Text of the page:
So you have the names of demented king of Saudi Arabia; Nawaz Sharif, Pakistan’s prime minister; Avad Allawi, ex-interimt PM of Iraq; Petro Poroshenko, president of Ukraine; Alaa Mubarak, son of Egypt’s former president; Sigmundur David Gunnlaugsson of Iceland; Argentina President Mauricio Macri; Dov Weisglass, the butcher of Gaza, already convicted of corruption. These are all disposable individuals.
And then comes the sucker-punch: Western corporate media I shouting from rooftops that Russian president Vladimir Putin has stashed US $2 billion offshore. The fact is: he hasn’t. He is guilty by association to Arkady and Boris Rotenberg’s alleged ties to money laundering. The same method in hauling over the coals Adani, for the acts of his brother; and Bachchan who was seen as ruling party’s candidate to be India’s president.
As for China, unnamed eight Chinese Communist Party current and former officials and brother-in-law of Chinese president Xi Jinping has been named.
Syria was always going to be a target. Most of Western media has put its focus on Rami Makhlouf, “Assad’s fixer.” He is already under US sanctions since February 2008. Nobody bothers to ask how this “poster boy” of corruption was sheltered by HSBC.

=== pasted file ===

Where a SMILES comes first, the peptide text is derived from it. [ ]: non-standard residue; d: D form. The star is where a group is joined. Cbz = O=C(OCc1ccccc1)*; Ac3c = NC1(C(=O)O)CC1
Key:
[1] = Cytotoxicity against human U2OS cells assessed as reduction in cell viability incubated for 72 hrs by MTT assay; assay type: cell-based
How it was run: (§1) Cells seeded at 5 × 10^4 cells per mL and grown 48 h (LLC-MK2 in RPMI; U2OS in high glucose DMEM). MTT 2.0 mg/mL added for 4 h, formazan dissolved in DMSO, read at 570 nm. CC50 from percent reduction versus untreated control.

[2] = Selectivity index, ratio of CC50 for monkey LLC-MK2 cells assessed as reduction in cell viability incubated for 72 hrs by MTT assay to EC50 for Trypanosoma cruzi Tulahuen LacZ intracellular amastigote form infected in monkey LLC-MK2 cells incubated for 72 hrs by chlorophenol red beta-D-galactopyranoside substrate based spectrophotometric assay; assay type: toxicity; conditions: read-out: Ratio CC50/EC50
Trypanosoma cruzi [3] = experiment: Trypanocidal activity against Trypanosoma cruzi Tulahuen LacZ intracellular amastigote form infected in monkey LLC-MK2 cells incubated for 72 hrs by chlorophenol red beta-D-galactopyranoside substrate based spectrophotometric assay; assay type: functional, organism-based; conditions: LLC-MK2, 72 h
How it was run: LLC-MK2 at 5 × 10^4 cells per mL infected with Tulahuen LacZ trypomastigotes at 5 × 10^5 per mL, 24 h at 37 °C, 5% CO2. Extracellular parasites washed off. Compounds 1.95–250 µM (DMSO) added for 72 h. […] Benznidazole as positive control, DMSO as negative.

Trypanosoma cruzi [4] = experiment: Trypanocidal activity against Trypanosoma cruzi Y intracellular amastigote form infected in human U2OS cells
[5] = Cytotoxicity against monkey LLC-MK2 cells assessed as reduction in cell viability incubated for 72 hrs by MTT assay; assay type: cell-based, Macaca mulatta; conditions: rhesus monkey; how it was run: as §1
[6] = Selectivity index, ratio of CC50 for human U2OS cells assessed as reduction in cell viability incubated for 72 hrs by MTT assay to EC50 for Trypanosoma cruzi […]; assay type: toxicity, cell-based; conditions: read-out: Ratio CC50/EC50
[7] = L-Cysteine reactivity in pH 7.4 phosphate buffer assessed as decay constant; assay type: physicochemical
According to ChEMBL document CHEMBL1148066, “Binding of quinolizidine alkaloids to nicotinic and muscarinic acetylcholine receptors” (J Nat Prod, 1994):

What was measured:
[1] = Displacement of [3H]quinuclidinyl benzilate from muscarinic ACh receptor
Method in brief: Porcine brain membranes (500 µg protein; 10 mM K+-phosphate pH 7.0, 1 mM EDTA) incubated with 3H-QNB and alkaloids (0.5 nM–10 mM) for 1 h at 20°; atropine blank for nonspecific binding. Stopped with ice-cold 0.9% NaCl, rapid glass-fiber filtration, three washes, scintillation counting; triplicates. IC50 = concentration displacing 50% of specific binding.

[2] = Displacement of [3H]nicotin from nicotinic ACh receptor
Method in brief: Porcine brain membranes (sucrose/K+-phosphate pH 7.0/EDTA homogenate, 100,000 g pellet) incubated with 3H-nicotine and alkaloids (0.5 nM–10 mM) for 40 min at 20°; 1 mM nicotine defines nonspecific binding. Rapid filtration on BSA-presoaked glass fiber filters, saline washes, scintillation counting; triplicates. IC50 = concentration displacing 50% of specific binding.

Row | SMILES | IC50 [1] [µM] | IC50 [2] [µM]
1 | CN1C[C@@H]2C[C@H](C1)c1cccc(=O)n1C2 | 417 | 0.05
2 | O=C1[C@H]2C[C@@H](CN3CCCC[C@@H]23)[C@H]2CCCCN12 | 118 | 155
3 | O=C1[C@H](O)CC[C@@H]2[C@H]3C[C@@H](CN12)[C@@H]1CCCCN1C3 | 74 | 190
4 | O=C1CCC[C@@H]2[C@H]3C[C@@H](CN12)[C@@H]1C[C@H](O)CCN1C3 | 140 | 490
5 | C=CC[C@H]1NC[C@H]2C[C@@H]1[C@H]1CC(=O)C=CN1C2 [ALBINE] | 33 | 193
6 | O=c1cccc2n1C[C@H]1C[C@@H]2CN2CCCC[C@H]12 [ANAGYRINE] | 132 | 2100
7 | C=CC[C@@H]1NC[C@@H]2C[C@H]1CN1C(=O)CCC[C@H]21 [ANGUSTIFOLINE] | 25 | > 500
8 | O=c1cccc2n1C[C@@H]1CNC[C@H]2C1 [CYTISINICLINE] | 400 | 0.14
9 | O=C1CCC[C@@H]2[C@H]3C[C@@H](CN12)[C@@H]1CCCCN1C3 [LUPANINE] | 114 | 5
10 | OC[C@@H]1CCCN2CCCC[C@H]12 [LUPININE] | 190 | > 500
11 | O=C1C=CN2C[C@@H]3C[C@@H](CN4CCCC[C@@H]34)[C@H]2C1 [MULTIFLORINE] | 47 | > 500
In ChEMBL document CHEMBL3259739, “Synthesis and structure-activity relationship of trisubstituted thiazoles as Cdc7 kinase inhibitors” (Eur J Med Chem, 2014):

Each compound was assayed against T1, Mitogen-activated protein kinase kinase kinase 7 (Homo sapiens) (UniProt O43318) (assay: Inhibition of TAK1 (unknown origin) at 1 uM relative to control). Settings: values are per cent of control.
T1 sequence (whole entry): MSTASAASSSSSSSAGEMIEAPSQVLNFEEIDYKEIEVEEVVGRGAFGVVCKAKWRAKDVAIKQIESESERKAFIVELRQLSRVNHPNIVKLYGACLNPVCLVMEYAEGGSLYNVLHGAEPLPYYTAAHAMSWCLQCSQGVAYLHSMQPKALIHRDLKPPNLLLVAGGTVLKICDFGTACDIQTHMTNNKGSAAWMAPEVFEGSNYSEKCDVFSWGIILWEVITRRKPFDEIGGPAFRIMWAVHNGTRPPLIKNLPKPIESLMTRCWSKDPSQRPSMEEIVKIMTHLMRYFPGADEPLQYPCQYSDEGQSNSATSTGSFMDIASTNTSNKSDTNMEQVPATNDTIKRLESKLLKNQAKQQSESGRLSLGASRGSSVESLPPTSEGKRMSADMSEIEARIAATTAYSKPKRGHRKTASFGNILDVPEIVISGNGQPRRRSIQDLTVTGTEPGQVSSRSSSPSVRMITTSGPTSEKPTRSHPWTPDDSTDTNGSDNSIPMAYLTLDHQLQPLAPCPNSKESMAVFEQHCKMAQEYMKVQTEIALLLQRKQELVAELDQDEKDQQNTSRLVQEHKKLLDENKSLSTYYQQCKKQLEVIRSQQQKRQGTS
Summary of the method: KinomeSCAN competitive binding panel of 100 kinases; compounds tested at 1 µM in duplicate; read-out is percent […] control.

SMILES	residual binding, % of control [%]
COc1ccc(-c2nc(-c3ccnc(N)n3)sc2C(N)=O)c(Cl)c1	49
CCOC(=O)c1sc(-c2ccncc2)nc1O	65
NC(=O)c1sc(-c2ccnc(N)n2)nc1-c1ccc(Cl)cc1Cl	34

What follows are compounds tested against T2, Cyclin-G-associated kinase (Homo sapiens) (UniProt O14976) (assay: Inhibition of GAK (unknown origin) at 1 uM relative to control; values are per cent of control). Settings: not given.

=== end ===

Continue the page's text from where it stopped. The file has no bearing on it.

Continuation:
The “leak” is of selected nature, likely obtained by US secret service, meant to serve two purpose:
- To smear BRICS and enemies of empire
- To hold details for blackmailing in future and keep those targets fall in line
The leak essentially is of several dozen firms and individuals who are already blacklisted by the US sanctions. If ICIJ and its partners are really serious, they ought to go after Cayman Papers or the Virgin Island Papers. That’s where the biggies are.
Says Escobar: “The so-called international banking/financial system is a demented casino. It’s not only 8 percent; Hong Kong players tell me as much as 50 percent of global wealth may currently be parked, undisturbed, in non-taxable offshore havens. If a fraction of these astonishing funds would be taxed, governments right and left would be paying their debts, investing in infrastructure, launching round after round of sustainable growth, and a productive spiral would be in motion.”
Three months ago, Andrew Penney, managing director of Rothschild and Co, in a Bloomberg piece, essentially stated that US “is effectively the biggest tax haven in the world.”
So, essentially, we now know a little more about Indian Express and its association with US-backed dubious bodies of investigative journalists.